As midterm elections near, it seems that many young voters have become disillusioned with the political sphere. For many of us, it’s been a while since we were our 18-year-old selves, all registered and geared up to vote.
So, what happened to us? It can be hard to pinpoint. One possibility is that our representatives are simply not our age and are only getting older. Consequently, politicians can seem out of touch and may not prioritize the same issues we do. Though we’re still seeing high voter turnout among young adults, they increasingly believe that their vote “doesn’t make a difference.”
Though young voters may be losing faith in politics, recent headlines have proven that our political participation matters. Voters aged 18 to 29 years old were vital to President Joe Biden’s win in November 2020. In August, the president announced his student loan debt relief plan. The plan has the potential to dramatically change the lives of college students past and present, demonstrating that student involvement in our democracy has real power.
Many may consider midterm elections to be less important, with voter turnout 20% lower than during presidential elections. Local politics might seem low stakes, especially for those who are away at college — but that’s far from the truth. State and municipal governments can determine how national issues impact local communities.
The Supreme Court’s overturn of Roe v. Wade in June gave states authority over abortion laws. This year’s midterm elections could decide the fate of abortion rights in at least seven states. This issue is particularly relevant to young voters — in 2019, women aged 20 to 24 had the highest abortion rate.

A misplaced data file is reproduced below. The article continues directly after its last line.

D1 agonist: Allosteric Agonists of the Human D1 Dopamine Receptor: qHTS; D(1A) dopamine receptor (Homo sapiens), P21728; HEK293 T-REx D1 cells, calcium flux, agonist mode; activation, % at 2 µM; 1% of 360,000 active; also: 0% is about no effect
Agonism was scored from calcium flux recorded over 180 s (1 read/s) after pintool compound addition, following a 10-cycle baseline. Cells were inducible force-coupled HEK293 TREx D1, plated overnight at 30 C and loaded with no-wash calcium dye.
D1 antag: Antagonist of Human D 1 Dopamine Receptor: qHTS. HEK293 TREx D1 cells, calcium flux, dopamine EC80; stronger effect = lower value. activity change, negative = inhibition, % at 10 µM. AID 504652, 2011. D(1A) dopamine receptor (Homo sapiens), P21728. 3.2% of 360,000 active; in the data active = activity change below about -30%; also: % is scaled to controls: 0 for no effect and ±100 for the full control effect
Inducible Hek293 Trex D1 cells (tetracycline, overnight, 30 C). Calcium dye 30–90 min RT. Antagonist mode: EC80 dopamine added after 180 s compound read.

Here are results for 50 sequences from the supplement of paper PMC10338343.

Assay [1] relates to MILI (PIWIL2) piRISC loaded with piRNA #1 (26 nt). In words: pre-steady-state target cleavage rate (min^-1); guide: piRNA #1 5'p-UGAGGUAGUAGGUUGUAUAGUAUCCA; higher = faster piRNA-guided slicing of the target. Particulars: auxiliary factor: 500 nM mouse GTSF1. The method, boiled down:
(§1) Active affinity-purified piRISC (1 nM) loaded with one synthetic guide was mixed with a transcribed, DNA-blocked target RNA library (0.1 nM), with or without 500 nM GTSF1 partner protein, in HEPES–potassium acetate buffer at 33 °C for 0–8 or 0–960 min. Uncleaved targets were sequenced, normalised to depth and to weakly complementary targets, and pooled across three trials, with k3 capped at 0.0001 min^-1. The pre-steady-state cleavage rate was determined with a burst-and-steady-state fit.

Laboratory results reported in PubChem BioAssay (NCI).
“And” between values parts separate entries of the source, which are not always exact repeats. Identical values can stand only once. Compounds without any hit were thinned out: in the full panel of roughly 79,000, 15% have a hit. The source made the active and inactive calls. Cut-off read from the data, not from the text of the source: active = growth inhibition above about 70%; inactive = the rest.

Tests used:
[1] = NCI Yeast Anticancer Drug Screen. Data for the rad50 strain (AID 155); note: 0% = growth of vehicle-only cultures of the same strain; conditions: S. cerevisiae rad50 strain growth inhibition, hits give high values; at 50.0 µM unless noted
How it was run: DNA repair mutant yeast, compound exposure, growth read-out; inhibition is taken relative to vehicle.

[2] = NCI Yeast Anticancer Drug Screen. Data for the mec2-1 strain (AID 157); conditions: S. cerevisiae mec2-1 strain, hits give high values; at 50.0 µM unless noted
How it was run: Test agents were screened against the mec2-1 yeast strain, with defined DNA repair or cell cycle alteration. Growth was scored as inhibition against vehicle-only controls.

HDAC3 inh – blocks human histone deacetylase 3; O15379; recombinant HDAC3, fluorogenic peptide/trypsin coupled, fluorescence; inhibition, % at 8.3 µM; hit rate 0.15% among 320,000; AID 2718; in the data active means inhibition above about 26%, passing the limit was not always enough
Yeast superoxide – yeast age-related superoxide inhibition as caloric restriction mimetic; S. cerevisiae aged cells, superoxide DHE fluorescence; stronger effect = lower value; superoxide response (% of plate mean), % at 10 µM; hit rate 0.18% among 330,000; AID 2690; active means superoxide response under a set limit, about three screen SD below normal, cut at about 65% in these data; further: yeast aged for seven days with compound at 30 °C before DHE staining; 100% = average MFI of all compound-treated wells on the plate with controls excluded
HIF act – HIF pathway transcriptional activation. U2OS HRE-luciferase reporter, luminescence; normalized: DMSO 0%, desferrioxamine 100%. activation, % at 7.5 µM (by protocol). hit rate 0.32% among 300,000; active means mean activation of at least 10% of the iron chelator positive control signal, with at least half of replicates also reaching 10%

Another important issue on the ballot this November is education. While Democrats back measures such as increased salaries for teachers and more student mental health resources, Republicans are pushing for school choice and parental rights.
In January, Texas Gov. Greg Abbott proposed a Parental Bill of Rights that would give parents greater power over school curricula. Abbott also boasted that Texas had the “toughest” laws against critical race theory in public schools. In March, Florida Gov. Ron Desantis signed a bill, widely known as “Don’t Say Gay,” preventing public school instructors from teaching students about sexual orientation or gender identity. Both governors’ seats are up for election next month.
Voting in midterms isn’t just about the issues — it’s also about representation. This midterm cycle, the first Gen Z candidates are running for Congress. Currently, Baby Boomers make up over half of Congress. These elections mark an important shift for current college students’ civic engagement, as we now have the opportunity to elect candidates who represent the priorities and experiences of our generation.
Voting can be daunting, particularly at college. If you can, get an absentee ballot. If you’re registered to vote in Maryland, locate your polling place and make arrangements for transportation. Stay up-to-date on the issues by reading the news and researching candidates’ platforms. There are also opportunities to get involved on campus, including guest speaker events and organizations like Hopkins Votes.
Even if you think midterms won’t change your life, they can change the lives of others who can’t go to the polls. By checking a few boxes, you can vote for those under 18, disenfranchised Americans and non-U.S. citizens. And, most importantly, you get a free sticker.